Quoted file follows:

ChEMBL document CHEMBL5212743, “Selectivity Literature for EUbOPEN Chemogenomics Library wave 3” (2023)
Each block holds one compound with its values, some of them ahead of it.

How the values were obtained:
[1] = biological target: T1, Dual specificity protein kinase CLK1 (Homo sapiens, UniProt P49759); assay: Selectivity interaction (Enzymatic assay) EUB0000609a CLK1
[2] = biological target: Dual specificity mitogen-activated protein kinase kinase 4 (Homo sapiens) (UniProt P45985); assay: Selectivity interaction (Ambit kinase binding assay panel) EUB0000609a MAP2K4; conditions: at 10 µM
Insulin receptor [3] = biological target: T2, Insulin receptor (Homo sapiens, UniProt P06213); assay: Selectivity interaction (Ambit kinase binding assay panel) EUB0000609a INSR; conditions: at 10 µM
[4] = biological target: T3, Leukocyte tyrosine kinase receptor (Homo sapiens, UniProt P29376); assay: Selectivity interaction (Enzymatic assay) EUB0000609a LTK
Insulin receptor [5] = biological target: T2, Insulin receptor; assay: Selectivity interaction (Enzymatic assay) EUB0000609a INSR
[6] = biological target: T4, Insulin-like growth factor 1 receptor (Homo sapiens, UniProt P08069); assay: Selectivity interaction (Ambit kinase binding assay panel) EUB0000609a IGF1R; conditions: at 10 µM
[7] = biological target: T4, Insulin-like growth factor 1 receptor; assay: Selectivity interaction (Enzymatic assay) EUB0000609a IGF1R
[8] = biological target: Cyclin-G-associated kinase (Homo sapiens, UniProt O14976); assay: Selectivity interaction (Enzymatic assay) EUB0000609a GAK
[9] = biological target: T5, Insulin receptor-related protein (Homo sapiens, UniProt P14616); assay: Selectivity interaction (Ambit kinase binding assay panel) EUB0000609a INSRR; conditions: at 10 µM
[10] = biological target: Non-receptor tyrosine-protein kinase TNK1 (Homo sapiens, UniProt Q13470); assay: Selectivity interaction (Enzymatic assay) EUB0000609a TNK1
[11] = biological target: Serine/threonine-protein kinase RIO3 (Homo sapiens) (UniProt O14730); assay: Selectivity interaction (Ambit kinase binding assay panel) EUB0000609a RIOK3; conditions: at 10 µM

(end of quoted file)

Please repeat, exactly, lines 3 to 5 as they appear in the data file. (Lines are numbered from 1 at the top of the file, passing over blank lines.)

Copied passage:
How the values were obtained:
[1] = biological target: T1, Dual specificity protein kinase CLK1 (Homo sapiens, UniProt P49759); assay: Selectivity interaction (Enzymatic assay) EUB0000609a CLK1
[2] = biological target: Dual specificity mitogen-activated protein kinase kinase 4 (Homo sapiens) (UniProt P45985); assay: Selectivity interaction (Ambit kinase binding assay panel) EUB0000609a MAP2K4; conditions: at 10 µM